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Constructive solutions needed

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I am fortunate to be able to participate in a regional process conducted by civil society organizations seeking solutions to development challenges facing the Caribbean. A wide spread of organizations is involved, including a healthy input from young people. One such organization, based right here in St Vincent and the Grenadines, is aptly named, Constructive Solutions.{{more}}

It is a very relevant name, for too often our approach to finding solutions is clouded by negativity and division. The need for such a constructive and united approach is brought out forcefully by the threat of the Zika epidemic facing our hemisphere, so much so that the World Health Organization (WHO) has declared a global emergency.

There is a positive side to this in that it helps to focus attention, and hopefully resources, on the threat and facilitates a collective approach. Yet, there are negative aspects arising mainly from the issuance by some powerful states of “travel advisories” warning their citizens against travelling to some Caribbean countries. The contradiction is that the Zika virus is already in that very country issuing such travel warnings. This use of “travel advisories” can sometimes be abused and often discriminates against smaller countries like ours.

Another negative development is when one gets the fight against such health threats mixed up with local politics. One prominent local parliamentarian, for instance, in making a very positive appeal to his supporters to be vigilant and safeguard against the Zika virus, couldn’t resist the temptation to engage in mudslinging, likening the Zika virus to his political opponents.

Such unfortunate incidents tarnish any constructive approaches to the challenges facing us and hinder our own political progress. For years now, this writer has been urging that we need to clean up our politics and engage in meaningful political and constitutional reform. Too few people seem to be convinced of this as was evidenced not only by the shameful “No” vote in the referendum of November 2009, but also by the backwardness in which that rejection was steeped.

As a result, we continue with the politics of old, of division and hostility and negativity. After every elections, no matter what the result, we maintain the confrontation and virtual enmity; how does that benefit us? In the current situation, the Opposition seems to be convinced that the game was not played fairly. It is entitled to that opinion and to initiate court action to “get justice”. But what is constructive about the hostile hounding of the supervisor of elections? What can she do about the situation? Or the Prime Minister for that matter? It is the Court which must rule definitively.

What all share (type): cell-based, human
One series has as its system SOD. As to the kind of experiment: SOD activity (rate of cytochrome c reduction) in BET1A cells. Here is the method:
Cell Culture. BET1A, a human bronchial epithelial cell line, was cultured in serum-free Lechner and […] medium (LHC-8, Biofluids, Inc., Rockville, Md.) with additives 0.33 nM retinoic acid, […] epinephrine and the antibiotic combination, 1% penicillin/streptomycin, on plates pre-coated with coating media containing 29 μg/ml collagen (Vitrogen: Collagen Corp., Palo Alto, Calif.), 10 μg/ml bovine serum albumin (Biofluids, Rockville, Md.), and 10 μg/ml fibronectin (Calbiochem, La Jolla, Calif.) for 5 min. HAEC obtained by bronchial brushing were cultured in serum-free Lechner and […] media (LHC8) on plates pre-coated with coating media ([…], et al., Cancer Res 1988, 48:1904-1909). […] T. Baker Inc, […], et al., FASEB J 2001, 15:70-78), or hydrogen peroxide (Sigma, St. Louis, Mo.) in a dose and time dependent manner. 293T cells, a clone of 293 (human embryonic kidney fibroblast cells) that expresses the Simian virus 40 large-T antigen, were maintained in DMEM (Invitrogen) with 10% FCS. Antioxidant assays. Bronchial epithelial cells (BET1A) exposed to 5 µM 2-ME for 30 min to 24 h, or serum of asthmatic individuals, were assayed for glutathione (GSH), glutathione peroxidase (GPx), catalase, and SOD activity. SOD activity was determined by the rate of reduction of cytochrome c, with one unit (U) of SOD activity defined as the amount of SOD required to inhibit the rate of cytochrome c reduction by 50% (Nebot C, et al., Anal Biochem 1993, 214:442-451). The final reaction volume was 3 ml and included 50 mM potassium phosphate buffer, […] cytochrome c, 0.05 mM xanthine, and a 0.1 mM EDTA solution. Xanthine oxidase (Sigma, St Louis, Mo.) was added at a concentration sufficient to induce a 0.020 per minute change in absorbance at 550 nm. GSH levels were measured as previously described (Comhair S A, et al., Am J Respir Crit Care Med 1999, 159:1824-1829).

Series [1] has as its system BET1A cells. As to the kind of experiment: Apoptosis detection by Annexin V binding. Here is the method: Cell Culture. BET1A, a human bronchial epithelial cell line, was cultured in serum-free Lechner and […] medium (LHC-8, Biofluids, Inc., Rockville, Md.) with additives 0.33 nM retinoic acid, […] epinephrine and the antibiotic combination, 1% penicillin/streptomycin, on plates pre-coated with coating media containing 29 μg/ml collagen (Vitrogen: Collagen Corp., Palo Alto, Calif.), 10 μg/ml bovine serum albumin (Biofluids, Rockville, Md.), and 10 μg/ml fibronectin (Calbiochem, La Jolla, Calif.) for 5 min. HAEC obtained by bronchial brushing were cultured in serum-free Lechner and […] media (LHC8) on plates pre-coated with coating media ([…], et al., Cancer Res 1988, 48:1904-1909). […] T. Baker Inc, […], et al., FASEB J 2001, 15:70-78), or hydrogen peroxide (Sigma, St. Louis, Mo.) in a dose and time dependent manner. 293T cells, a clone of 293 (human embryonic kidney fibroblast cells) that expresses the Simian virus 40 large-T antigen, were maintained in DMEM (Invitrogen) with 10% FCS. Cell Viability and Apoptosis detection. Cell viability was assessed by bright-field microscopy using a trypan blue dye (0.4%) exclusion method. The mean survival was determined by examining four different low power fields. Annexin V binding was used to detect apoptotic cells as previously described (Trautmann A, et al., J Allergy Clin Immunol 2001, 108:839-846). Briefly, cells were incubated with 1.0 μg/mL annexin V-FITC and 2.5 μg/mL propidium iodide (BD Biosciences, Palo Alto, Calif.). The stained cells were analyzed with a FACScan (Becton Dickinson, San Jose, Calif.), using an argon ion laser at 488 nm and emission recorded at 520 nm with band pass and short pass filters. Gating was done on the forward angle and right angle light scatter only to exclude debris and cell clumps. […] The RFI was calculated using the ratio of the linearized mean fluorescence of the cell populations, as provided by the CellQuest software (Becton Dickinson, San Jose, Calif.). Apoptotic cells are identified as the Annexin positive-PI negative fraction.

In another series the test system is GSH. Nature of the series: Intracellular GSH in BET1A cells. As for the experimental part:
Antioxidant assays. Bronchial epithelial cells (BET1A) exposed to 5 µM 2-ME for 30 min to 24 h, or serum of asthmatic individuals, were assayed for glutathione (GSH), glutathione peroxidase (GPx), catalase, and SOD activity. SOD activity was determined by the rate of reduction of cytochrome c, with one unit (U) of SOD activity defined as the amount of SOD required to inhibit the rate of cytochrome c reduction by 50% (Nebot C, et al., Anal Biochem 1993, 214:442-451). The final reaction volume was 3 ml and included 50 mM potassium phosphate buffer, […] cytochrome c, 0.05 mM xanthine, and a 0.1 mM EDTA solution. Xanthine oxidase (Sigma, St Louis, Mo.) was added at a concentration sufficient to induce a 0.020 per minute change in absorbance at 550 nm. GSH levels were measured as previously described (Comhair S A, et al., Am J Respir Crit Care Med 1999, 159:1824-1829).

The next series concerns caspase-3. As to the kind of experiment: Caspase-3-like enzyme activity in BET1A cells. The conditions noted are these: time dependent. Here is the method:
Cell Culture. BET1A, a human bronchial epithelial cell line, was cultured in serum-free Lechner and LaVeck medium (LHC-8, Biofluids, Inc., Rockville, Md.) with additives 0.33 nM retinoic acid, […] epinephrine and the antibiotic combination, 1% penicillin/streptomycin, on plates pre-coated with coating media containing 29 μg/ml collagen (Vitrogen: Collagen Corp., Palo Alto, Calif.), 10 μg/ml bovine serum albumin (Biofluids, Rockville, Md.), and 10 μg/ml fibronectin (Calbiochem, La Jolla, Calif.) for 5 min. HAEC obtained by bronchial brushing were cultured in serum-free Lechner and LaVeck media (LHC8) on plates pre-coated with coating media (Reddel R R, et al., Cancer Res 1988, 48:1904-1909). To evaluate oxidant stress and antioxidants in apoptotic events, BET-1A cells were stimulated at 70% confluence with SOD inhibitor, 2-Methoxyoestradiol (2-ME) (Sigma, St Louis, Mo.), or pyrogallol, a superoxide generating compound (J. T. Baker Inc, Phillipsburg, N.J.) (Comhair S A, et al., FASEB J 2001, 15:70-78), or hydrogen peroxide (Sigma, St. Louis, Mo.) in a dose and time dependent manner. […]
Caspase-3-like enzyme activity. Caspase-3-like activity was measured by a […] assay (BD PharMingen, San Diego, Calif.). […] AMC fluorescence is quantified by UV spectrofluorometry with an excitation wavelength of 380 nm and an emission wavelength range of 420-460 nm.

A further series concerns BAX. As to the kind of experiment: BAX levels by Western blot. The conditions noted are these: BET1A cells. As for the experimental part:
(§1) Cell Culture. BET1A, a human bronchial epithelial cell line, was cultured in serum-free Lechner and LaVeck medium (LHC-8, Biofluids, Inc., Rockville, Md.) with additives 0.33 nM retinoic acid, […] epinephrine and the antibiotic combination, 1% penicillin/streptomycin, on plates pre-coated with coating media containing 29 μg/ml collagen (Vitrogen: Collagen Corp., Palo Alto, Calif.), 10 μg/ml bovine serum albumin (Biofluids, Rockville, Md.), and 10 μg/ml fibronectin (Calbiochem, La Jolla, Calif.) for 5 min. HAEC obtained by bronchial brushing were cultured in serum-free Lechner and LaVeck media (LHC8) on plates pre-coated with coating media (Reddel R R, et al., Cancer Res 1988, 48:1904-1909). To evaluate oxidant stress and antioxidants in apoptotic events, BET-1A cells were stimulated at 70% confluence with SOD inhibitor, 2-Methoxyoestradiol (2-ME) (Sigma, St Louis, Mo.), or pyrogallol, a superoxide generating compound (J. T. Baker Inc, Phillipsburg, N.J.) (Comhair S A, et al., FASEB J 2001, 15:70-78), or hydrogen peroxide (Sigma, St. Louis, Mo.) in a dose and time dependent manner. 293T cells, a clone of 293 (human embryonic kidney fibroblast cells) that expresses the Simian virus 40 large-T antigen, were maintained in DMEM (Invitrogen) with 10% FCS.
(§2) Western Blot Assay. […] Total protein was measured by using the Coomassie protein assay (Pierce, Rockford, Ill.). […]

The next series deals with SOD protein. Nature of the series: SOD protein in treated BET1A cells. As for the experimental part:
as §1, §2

The tactic of boycotting Parliament, now time-worn, is also strange. For a simple refusal to be sworn in and to nominally accept seats in Parliament would force at least seven by-elections, if not a new general election. Is this not what is desired? The contradictions are glaring. One terms the Government, Prime Minister and Minister of Finance as “illegal”, yet Opposition MPs are collecting payments from the same “illegal” entities; where is the morality in this? What good is there in depriving the more than 30,000 persons who voted for them of effective representation in Parliament?

At the same time the Government must be careful in its reaction. I am not sure that legislating to punish the boycotters financially is the best course. Is it not better to let the pressure come from the electorate and for there to be a heavy political price to pay for neglecting one’s own parliamentary duties?

Finally, since we are talking about constructive solutions, what is there constructive in using the Internet and social media to preach violence, mayhem, arson and even murder. I am sure that the leadership of none of the political parties here would condone such irresponsible and reckless actions. Why is there not unified condemnation? It would be useful if some section of the media would compile these dangerous threats and publish them so all can see the very tsunami of violence being advocated.

Surely, we can solve our deep differences in a peaceful and constructive manner.

Renwick Rose is a community activist and social commentator.

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